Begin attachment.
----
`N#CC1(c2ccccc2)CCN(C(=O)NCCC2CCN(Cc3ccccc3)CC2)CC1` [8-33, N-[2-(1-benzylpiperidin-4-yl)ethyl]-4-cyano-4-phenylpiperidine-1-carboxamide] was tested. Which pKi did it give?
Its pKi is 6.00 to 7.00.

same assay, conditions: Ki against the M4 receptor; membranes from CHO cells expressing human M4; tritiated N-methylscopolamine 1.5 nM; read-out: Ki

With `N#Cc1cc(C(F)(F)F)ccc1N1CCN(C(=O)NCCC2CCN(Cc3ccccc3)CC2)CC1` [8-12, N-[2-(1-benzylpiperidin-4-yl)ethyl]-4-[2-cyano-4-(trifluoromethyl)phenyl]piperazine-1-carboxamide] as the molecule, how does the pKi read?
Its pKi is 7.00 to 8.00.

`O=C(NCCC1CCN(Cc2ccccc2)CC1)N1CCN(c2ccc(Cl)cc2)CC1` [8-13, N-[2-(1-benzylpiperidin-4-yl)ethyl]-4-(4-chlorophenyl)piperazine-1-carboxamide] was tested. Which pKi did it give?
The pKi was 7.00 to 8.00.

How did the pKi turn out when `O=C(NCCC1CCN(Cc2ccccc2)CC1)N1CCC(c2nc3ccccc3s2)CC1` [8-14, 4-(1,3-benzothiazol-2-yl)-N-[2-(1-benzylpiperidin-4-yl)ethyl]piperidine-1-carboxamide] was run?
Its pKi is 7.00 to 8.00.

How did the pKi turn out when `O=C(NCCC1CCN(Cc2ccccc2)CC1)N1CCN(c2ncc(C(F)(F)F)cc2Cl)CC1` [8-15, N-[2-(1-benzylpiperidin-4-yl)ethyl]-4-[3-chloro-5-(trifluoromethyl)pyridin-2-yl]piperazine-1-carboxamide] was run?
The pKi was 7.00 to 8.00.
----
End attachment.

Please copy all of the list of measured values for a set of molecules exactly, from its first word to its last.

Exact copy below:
`N#CC1(c2ccccc2)CCN(C(=O)NCCC2CCN(Cc3ccccc3)CC2)CC1` [8-33, N-[2-(1-benzylpiperidin-4-yl)ethyl]-4-cyano-4-phenylpiperidine-1-carboxamide] was tested. Which pKi did it give?
Its pKi is 6.00 to 7.00.

same assay, conditions: Ki against the M4 receptor; membranes from CHO cells expressing human M4; tritiated N-methylscopolamine 1.5 nM; read-out: Ki

With `N#Cc1cc(C(F)(F)F)ccc1N1CCN(C(=O)NCCC2CCN(Cc3ccccc3)CC2)CC1` [8-12, N-[2-(1-benzylpiperidin-4-yl)ethyl]-4-[2-cyano-4-(trifluoromethyl)phenyl]piperazine-1-carboxamide] as the molecule, how does the pKi read?
Its pKi is 7.00 to 8.00.

`O=C(NCCC1CCN(Cc2ccccc2)CC1)N1CCN(c2ccc(Cl)cc2)CC1` [8-13, N-[2-(1-benzylpiperidin-4-yl)ethyl]-4-(4-chlorophenyl)piperazine-1-carboxamide] was tested. Which pKi did it give?
The pKi was 7.00 to 8.00.

How did the pKi turn out when `O=C(NCCC1CCN(Cc2ccccc2)CC1)N1CCC(c2nc3ccccc3s2)CC1` [8-14, 4-(1,3-benzothiazol-2-yl)-N-[2-(1-benzylpiperidin-4-yl)ethyl]piperidine-1-carboxamide] was run?
Its pKi is 7.00 to 8.00.

How did the pKi turn out when `O=C(NCCC1CCN(Cc2ccccc2)CC1)N1CCN(c2ncc(C(F)(F)F)cc2Cl)CC1` [8-15, N-[2-(1-benzylpiperidin-4-yl)ethyl]-4-[3-chloro-5-(trifluoromethyl)pyridin-2-yl]piperazine-1-carboxamide] was run?
The pKi was 7.00 to 8.00.